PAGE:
Many folks heading to Pigeon Forge on vacation come from the Nashville area. Make the road trip fun with sightseeing along the way.
This road trip uses Interstate 40 heading east. If you took I-40 straight to Pigeon Forge nonstop, your travel would last about three and a half hours, but plan on taking more time than that—you’ve got Tennessee to explore. Hop in the car and leave Nashville in the rear view mirror.
Exit 268: Buffalo Valley
Stretch your legs by spending an hour (or several) at Edgar Evins State Park, close to Buffalo Valley. Walking trails both short and long let you choose how far to trek as you admire the diverse wildflowers, butterflies and forests.
There’s a special delight for kids here, too: The Storybook Trail, an easy walk for young children, featuring an outdoor storybook mounted on signs at child height along the trail. Read along with the kids as you all stroll through nature.
Exit 286: Cookeville
With a historic downtown full of shops and eateries, Cookeville, just north of I-40, is worth your time. See the beautiful old red-brick train depot, now the Cookeville Depot Museum. Bring a picnic and eat at the tables outside while you look over two classic cabooses and the classic 1912 steam engine on display.
Grab a famous local treat on the drive back to the highway. Ralph’s Donut Shop is beloved for its fresh donuts and pastries and is a true taste of what locals love.
Cookeville is also where you’ll find the stunning cascades of Burgess Falls State Park, located on the south side of I-40. Four waterfalls tumble 250 feet into the gorge. This rich landscape attracted Cherokee, Creek and Chickasaw as well as early European settlers.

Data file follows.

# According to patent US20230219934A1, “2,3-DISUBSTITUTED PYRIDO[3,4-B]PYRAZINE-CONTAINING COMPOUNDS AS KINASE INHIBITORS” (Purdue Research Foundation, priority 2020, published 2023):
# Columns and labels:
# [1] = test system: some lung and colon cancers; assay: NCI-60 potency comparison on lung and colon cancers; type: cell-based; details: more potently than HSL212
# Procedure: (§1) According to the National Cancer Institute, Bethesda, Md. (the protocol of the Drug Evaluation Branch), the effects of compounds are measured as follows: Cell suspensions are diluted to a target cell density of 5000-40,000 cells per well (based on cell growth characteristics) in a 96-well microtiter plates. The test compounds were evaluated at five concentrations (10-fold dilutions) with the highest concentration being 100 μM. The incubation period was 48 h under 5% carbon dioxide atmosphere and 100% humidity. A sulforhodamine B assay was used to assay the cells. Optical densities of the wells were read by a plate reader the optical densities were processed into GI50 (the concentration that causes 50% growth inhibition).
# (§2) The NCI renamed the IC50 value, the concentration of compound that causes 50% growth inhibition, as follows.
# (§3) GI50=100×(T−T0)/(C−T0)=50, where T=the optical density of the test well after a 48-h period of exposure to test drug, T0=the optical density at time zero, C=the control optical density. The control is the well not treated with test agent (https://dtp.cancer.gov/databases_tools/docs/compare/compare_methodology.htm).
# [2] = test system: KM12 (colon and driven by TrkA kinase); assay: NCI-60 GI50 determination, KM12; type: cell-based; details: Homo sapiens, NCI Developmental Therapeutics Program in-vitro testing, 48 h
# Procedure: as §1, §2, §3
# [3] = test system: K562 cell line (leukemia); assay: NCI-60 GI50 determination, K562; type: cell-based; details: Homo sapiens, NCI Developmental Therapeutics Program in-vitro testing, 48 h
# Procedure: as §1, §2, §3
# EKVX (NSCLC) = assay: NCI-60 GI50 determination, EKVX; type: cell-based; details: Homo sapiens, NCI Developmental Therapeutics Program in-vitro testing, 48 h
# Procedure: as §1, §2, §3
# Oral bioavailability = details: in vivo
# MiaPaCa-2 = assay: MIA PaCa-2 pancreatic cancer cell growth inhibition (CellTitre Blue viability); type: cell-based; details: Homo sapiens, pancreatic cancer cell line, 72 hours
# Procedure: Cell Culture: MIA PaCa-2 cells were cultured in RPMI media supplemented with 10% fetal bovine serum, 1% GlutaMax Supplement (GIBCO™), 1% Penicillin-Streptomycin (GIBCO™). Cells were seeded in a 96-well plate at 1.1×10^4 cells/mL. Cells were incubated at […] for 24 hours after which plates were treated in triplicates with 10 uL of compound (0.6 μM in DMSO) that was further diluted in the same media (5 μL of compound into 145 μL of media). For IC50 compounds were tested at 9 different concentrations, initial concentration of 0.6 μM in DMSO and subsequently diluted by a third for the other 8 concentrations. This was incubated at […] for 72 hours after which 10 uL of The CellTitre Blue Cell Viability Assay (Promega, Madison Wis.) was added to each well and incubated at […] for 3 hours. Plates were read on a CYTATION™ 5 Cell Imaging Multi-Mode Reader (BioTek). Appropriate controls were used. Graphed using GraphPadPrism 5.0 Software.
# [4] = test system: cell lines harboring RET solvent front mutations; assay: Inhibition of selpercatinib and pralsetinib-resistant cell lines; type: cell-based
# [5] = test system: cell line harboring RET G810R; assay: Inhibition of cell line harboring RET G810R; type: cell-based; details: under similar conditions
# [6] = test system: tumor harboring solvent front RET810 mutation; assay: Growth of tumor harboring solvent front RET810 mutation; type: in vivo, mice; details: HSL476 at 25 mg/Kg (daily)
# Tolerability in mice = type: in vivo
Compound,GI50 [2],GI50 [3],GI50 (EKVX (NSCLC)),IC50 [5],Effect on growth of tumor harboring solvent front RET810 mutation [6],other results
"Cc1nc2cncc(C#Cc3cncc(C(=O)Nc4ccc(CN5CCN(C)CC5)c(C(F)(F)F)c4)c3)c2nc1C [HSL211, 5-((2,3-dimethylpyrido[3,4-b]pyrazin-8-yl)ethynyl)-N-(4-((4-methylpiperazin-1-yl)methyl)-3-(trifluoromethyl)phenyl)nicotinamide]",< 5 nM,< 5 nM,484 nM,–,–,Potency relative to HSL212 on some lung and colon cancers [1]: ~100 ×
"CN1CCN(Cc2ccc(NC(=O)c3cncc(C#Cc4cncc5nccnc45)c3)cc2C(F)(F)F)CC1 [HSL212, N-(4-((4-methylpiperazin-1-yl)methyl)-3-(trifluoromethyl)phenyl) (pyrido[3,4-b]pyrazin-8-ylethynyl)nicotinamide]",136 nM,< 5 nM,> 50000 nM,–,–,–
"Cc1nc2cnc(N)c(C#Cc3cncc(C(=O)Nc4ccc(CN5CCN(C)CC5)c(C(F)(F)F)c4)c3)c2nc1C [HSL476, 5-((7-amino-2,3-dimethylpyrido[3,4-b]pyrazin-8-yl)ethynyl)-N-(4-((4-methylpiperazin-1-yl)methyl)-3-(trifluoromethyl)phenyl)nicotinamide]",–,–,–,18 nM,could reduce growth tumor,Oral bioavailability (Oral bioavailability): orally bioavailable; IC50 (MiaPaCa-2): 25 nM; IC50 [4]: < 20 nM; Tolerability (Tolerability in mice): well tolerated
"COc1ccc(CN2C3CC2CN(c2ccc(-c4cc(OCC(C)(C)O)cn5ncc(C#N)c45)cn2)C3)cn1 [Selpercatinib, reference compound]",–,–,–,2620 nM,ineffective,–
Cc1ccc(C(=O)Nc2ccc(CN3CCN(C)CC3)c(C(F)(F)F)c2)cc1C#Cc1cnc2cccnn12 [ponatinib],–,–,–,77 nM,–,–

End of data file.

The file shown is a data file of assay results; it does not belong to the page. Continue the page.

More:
Exit 317: Crossville
History buffs, stop at the Military Memorial Museum. The fascinating uniforms, weapons, flags, insignia, models, and photos weave the story of military members’ experiences across the years. This free museum is an ideal road trip stop, packed with exhibits yet small enough to enjoy with just a brief detour.
If you’ve got more time—or you’ve got train lovers or kids with you—drop by the Crossville Model Railroad Club’s incredible model train exhibit, a 4,500-square-foot layout with multiple trains chugging through detailed, often amusing tiny towns. Look for the IRS building that’s on fire, with firefighters only reluctantly putting out the flames! You’ll find the exhibit in the Crossville Outlet Mall.
As a roughly halfway point between Nashville and Pigeon Forge, Crossville makes a good stop for a meal. Try Gondola Pizza & Steak House, a 40-year, family-owned tradition with Italian and Greek food, or Forte’s On the Square, offering American fare including sandwiches, pastas and hearty entrée salads.
Exit 350: Harriman
Does exploring unique shops for unusual gifts sound like vacation fun? Plan to stop in Harriman. The Tattered Peacock sells vintage and new items and you’ll find seasonal shirts, jewelry, ornaments, lotions and soaps, blankets and scarves, “repurposed, repainted and reclaimed” furniture and decorative items, and more.
At Red Door Antiques, browse everything from handmade birdhouses, retro advertising signs, and antique furniture to toys and collectibles. The goods change constantly so you never know what treasure might turn up. You’ll find plenty of other shops to tempt you in Harriman’s downtown, too.
Exit 352: Kingston
Just down the highway from Harriman is the waterside city of Kingston, with parks and activities stretched along the shore of Watts Bar Lake, one of the largest lakes in the South. If you’ve got restless youngsters in tow, the two playgrounds at City Park will be a welcome sight.
A longer side trip, about 20 miles each way from Kingston, is a visit to Oak Ridge, the city built during World War II to help create the nuclear bomb. The American Museum of Science and Energy focuses on the area’s history and ongoing contributions to research.
Kingston is also where you’ll leave the interstate if you want to avoid traffic around Knoxville. Turn off I-40 at exit 364 and take Highway 321 toward Maryville.
Highway 321: Maryville
You’re close to Pigeon Forge now, but take time at Maryville to walk to Look Rock Tower and take in the great mountain views from this rock outcrop. The path is paved and easy and your visit is free.
Maryville is also home to the Cades Cove Museum. This log cabin is full of echoes of the past—artifacts evoking the daily lives of local homesteaders whose nearby town, Cades Cove, was absorbed into the Great Smoky Mountains National Park. Cades Cove itself is now a historic site within the park, worth a visit later in your trip.
From Maryville, it’s a quick run to your vacation destination. Head for your Pigeon Forge rental cabin to rest after your day on the road.